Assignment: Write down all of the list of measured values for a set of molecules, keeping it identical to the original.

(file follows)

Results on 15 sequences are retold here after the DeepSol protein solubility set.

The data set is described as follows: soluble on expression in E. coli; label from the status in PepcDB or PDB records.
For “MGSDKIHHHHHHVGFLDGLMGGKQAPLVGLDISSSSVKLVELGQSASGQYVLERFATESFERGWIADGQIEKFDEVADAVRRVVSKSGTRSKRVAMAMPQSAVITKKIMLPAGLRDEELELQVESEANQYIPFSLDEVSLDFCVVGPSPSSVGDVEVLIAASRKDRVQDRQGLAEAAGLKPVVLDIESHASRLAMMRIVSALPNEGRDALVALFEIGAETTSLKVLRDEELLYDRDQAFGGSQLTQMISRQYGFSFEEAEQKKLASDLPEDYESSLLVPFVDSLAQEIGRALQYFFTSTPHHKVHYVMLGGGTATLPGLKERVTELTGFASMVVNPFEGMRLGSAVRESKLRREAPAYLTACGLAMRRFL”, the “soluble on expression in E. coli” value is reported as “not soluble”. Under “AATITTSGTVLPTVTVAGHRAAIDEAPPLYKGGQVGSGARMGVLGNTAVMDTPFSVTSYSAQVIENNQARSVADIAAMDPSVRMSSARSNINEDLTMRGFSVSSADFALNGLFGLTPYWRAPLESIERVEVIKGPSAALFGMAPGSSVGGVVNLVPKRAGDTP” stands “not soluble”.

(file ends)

Results on 15 sequences are retold here after the DeepSol protein solubility set.

The data set is described as follows: soluble on expression in E. coli; label from the status in PepcDB or PDB records.
For “MGSDKIHHHHHHVGFLDGLMGGKQAPLVGLDISSSSVKLVELGQSASGQYVLERFATESFERGWIADGQIEKFDEVADAVRRVVSKSGTRSKRVAMAMPQSAVITKKIMLPAGLRDEELELQVESEANQYIPFSLDEVSLDFCVVGPSPSSVGDVEVLIAASRKDRVQDRQGLAEAAGLKPVVLDIESHASRLAMMRIVSALPNEGRDALVALFEIGAETTSLKVLRDEELLYDRDQAFGGSQLTQMISRQYGFSFEEAEQKKLASDLPEDYESSLLVPFVDSLAQEIGRALQYFFTSTPHHKVHYVMLGGGTATLPGLKERVTELTGFASMVVNPFEGMRLGSAVRESKLRREAPAYLTACGLAMRRFL”, the “soluble on expression in E. coli” value is reported as “not soluble”. Under “AATITTSGTVLPTVTVAGHRAAIDEAPPLYKGGQVGSGARMGVLGNTAVMDTPFSVTSYSAQVIENNQARSVADIAAMDPSVRMSSARSNINEDLTMRGFSVSSADFALNGLFGLTPYWRAPLESIERVEVIKGPSAALFGMAPGSSVGGVVNLVPKRAGDTP” stands “not soluble”.